My (somewhat short-lived) obsession with running has led to the desire to read more books about running and fitness. These two books are ones I’ve read during the highest peak of my obsession, so I think back on them with a lot of positive feelings. 🙂 (And just to clarify, I’m no longer obsessed with running in that I’m not constantly looking up running shoes I want to buy, but I still enjoy running very much! Yay for habit-formation!)
Kristin Armstrong, a contributing editor for Runner’s World shows off a collection of stories that highlights why women run. She tackles a number of themes, such as confidence, fear, kids, gratitude, and friendship. This collection is very similar to her Runner’s World column (also called “Mile Markers”) which I had been reading already, but I still admire Armstrong’s writing style a lot – it borders right between the material and the spiritual in a way that flows effortlessly, and really fills a void in the running mindset. The way she talks about running is the way I would’ve thought about yoga, and it’s interesting to gain such a new perspective on running.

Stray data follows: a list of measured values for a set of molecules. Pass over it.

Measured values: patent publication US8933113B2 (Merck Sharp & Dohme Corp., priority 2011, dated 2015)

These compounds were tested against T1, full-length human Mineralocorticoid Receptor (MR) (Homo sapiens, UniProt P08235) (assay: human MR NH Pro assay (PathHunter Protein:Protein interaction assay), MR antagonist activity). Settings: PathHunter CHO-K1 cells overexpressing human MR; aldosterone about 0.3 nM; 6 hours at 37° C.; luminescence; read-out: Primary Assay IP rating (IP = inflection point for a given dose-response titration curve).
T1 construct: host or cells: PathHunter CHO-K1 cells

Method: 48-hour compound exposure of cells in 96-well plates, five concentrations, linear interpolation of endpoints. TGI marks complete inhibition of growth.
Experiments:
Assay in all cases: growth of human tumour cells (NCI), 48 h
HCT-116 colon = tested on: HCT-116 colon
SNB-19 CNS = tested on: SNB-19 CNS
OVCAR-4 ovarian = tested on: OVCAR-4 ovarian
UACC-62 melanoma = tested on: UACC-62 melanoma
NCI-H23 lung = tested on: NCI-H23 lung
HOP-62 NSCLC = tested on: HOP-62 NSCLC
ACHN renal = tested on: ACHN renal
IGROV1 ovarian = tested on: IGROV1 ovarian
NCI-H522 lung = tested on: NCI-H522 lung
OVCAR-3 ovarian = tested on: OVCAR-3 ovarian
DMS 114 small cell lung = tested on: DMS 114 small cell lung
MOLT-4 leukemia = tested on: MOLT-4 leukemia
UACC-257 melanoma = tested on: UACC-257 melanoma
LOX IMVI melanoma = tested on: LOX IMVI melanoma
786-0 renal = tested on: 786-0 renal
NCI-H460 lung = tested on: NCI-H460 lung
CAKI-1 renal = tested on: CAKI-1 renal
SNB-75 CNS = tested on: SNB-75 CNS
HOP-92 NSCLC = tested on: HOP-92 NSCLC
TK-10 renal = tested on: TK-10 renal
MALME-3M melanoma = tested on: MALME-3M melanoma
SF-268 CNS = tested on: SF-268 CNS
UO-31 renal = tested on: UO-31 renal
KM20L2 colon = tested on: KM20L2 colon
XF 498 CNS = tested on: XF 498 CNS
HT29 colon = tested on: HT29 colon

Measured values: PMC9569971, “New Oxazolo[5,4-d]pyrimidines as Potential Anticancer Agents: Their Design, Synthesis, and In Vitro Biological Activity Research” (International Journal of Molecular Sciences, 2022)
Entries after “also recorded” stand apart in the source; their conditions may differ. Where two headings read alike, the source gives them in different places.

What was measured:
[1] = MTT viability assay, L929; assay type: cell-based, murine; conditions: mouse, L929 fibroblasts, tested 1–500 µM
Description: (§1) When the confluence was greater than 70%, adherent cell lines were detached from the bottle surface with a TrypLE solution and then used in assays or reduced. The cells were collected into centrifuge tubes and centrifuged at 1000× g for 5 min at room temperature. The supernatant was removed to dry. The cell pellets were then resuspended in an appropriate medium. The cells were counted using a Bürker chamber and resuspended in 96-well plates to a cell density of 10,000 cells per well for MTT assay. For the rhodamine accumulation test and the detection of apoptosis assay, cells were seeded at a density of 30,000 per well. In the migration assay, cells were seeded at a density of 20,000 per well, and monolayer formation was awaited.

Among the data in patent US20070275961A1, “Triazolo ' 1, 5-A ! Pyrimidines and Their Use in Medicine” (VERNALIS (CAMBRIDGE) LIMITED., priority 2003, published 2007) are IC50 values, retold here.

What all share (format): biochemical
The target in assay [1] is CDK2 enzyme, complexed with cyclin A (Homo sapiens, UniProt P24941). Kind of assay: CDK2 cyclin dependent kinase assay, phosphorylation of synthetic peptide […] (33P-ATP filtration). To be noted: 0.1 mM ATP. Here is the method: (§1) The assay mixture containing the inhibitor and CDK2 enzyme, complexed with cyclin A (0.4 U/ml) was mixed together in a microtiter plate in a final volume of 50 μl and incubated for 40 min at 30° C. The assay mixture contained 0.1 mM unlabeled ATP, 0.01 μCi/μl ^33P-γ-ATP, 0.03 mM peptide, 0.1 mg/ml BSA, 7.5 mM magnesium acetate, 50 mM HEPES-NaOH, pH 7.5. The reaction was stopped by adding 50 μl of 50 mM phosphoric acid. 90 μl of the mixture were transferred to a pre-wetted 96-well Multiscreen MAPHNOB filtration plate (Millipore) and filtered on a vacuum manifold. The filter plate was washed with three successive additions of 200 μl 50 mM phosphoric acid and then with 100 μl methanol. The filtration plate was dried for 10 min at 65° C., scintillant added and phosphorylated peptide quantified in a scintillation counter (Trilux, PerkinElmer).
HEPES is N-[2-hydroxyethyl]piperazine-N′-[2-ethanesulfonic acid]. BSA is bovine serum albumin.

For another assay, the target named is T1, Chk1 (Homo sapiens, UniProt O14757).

By the time I finish, my head and heart are clear. I am sweaty. I am awake. I am grateful. I am re-centered. I have a plan and the energy to enact it. I am now ready to start my day.
Thank God for running — for the endurance to keep up with our lives.
This is the book that I lent my dad and he wouldn’t give it back to me, so that’s why it took me so long to finish reading it, haha. 😅 Higher, Faster, Strong is a great mix of science, technology, history, and sports, and it’s super understandable (although that doesn’t mean simple – my dad started talking about anaerobic metabolism and the lactate threshold in great detail after reading it!). I really enjoyed learning about the newest advances in sports science and sports medicine, as well as getting exposure to the physiologic needs of different types of sports and the top researchers and athletes in each sport. Great read for anyone wanting to learn about what makes athletes great and how our bodies work.